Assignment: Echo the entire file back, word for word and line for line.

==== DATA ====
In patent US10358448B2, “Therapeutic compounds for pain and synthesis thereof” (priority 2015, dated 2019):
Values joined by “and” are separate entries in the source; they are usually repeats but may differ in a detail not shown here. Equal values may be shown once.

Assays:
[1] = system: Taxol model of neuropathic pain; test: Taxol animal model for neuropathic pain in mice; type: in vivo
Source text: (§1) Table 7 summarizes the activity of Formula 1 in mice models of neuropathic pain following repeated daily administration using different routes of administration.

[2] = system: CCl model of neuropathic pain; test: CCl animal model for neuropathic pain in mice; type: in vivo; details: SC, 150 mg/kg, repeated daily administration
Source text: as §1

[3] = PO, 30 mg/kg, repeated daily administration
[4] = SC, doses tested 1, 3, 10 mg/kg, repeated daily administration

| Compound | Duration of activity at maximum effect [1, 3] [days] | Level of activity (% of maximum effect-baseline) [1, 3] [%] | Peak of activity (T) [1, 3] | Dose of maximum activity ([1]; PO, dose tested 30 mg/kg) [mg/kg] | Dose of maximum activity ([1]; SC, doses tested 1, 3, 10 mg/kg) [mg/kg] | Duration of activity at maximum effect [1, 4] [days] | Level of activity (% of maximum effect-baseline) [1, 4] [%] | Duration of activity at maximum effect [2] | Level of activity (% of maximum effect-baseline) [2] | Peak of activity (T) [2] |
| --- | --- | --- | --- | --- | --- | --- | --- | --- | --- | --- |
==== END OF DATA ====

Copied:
In patent US10358448B2, “Therapeutic compounds for pain and synthesis thereof” (priority 2015, dated 2019):
Values joined by “and” are separate entries in the source; they are usually repeats but may differ in a detail not shown here. Equal values may be shown once.

Assays:
[1] = system: Taxol model of neuropathic pain; test: Taxol animal model for neuropathic pain in mice; type: in vivo
Source text: (§1) Table 7 summarizes the activity of Formula 1 in mice models of neuropathic pain following repeated daily administration using different routes of administration.

[2] = system: CCl model of neuropathic pain; test: CCl animal model for neuropathic pain in mice; type: in vivo; details: SC, 150 mg/kg, repeated daily administration
Source text: as §1

[3] = PO, 30 mg/kg, repeated daily administration
[4] = SC, doses tested 1, 3, 10 mg/kg, repeated daily administration

| Compound | Duration of activity at maximum effect [1, 3] [days] | Level of activity (% of maximum effect-baseline) [1, 3] [%] | Peak of activity (T) [1, 3] | Dose of maximum activity ([1]; PO, dose tested 30 mg/kg) [mg/kg] | Dose of maximum activity ([1]; SC, doses tested 1, 3, 10 mg/kg) [mg/kg] | Duration of activity at maximum effect [1, 4] [days] | Level of activity (% of maximum effect-baseline) [1, 4] [%] | Duration of activity at maximum effect [2] | Level of activity (% of maximum effect-baseline) [2] | Peak of activity (T) [2] |
| --- | --- | --- | --- | --- | --- | --- | --- | --- | --- | --- |